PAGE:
Investor’s Business Daily, July 23, 2009
President Obama and congressional Democrats have spelled out few details in their health reform plan. But one thing is certain — it’s going to be expensive. A new report from the Congressional Budget Office puts the price tag of the current proposal from Sen. Kennedy at more than $1 trillion over the next 10 years. An Associated Press report puts the Senate price tag at $1.6 trillion.
In order to fund reform and reduce costs, lawmakers will be leaning heavily on hospitals, doctors, insurers and drug companies. But, while extracting money from drug companies in particular may be politically popular, it will only impede other health reform goals. In fact, by targeting drug firms, lawmakers risk crippling research into future cures and raising long-term health costs.
How is such a double-whammy possible? For starters, drugmaking is expensive and time-consuming. It takes more than $1.3 billion, on average, to research and develop a new medicine. Only about 20% of the compounds that make it from the lab to clinical trials achieve approval from federal regulators.
And with research spending in all sectors already plummeting because of the economic downturn, is it really wise to squeeze this innovative industry even further? If Congress were to attack the drug industry, tens of thousands of the more than 3 million Americans who depend on biopharmaceutical companies for work (either directly or indirectly) would likely find themselves out of work.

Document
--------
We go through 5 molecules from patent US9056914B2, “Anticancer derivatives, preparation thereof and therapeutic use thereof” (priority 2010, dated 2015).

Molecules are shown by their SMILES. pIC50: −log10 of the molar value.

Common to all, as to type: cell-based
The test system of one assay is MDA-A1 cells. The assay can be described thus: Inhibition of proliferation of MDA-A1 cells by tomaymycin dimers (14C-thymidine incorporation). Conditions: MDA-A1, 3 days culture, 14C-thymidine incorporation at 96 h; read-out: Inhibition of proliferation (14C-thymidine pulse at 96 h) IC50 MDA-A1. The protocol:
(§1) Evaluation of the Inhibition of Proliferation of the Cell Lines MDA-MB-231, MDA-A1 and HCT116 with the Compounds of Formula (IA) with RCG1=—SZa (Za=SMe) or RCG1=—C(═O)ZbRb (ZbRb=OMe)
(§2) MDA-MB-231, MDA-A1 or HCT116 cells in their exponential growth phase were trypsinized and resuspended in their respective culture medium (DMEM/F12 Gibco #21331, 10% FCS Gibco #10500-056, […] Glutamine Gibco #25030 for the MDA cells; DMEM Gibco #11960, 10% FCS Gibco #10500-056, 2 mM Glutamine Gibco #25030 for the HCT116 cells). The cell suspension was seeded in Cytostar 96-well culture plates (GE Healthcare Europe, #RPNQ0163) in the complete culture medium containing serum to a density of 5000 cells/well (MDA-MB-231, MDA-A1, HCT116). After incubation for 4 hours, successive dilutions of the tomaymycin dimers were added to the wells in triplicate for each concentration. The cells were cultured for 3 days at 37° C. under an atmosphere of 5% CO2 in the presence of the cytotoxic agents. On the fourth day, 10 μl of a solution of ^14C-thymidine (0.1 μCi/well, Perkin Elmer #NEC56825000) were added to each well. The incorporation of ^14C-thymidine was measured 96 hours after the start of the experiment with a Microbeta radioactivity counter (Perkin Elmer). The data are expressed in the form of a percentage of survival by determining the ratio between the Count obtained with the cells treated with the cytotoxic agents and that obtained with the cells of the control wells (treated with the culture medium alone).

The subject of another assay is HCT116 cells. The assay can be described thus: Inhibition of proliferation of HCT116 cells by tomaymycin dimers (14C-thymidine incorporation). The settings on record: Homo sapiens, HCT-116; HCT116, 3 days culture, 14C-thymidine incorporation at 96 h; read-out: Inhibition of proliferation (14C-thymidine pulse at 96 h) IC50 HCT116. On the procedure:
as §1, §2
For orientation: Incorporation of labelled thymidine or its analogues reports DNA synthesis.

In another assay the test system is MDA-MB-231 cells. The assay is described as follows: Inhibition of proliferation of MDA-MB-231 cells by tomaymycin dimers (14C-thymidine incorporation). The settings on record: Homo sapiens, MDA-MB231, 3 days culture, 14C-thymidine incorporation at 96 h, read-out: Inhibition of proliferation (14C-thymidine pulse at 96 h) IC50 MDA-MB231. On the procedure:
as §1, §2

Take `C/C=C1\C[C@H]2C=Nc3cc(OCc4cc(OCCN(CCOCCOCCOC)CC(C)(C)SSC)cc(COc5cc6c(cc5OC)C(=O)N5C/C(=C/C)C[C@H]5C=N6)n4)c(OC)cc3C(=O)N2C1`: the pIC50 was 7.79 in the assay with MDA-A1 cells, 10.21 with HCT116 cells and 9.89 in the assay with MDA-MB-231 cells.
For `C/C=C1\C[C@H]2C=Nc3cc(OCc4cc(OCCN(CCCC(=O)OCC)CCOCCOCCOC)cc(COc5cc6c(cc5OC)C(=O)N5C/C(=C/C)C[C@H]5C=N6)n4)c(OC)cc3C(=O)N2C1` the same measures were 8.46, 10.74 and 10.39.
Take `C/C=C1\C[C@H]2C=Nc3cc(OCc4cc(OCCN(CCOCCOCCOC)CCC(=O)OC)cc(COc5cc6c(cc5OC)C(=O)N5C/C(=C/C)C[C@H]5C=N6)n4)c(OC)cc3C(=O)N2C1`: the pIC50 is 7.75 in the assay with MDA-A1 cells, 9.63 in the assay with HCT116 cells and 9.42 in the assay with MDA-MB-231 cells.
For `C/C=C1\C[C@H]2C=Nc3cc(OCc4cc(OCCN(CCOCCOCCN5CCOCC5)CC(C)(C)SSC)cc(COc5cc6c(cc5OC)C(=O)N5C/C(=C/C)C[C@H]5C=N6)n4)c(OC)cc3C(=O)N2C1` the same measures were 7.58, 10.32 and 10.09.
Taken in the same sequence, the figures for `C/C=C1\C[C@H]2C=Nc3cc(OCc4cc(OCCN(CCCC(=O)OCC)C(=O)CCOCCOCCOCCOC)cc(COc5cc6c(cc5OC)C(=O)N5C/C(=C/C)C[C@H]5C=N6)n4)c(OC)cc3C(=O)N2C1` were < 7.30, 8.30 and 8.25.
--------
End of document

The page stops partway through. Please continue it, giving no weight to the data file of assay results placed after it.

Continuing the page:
Fleecing drug companies is also unnecessary, considering the industry’s own willingness to work with lawmakers. On June 22, the leading drug companies voluntarily pledged $80 billion over the next 10 years to help bring down health care costs for seniors who have hit the “doughnut hole” under Medicare Part D. And at Wednesday’s prime time news conference, President Obama intimated that he might seek $100 billion or more from the pharmaceutical industry.
Those figures are four to five times what Amgen, the world’s largest independent biotechnology firm, would spend on research over the course of a decade. The industry concessions would amount to Pfizer’s entire research budget during the same time frame.
Furthermore, attempting to lower health spending by launching an assault on drugmakers is counterproductive. Contrary to popular belief, drug spending has little to do with our nation’s exploding health care costs.
A recent report by the Kaiser Family Foundation found that only 10% of U.S. health care spending goes toward prescription drugs. And as Columbia Professor Frank Lichtenberg has pointed out, for every dollar spent on newer pharmaceuticals, there is a savings of $7.17 in hospital costs. Hospital care and physician services account for more than 50%.
The latest research suggests that the rise in prices of prescription drugs is flattening. In 2007 — the most recent year for which data are available — prescription drug prices increased at the slowest rate since 1963.
What’s more, efficient usage of prescription drugs can actually lower overall health spending.
By obviating the need for costly procedures like emergency room visits or surgery, prescription drugs can serve as effective preventive measures.
According to research published by the National Bureau of Economic Research, newer prescription drugs decrease overall health care spending by seven times what they cost.
In other words, drugs may seem expensive in the short term, but they more than make up for their price tag with long-term savings.
Health reform will require prudent trimming of America’s medical budget. Any shakedown of pharmaceutical companies would undermine our attempts to lower health costs and preserve medical innovation that allows us to live longer and healthier lives.